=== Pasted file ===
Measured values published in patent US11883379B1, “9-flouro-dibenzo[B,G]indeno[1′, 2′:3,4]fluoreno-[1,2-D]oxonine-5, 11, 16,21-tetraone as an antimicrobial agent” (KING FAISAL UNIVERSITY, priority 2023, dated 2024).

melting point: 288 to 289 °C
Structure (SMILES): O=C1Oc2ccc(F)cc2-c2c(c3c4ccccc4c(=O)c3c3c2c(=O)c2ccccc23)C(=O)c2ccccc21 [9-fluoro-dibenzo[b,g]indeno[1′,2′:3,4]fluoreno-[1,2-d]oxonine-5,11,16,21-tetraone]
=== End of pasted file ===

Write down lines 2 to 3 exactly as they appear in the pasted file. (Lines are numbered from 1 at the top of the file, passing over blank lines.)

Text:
melting point: 288 to 289 °C
Structure (SMILES): O=C1Oc2ccc(F)cc2-c2c(c3c4ccccc4c(=O)c3c3c2c(=O)c2ccccc23)C(=O)c2ccccc21 [9-fluoro-dibenzo[b,g]indeno[1′,2′:3,4]fluoreno-[1,2-d]oxonine-5,11,16,21-tetraone]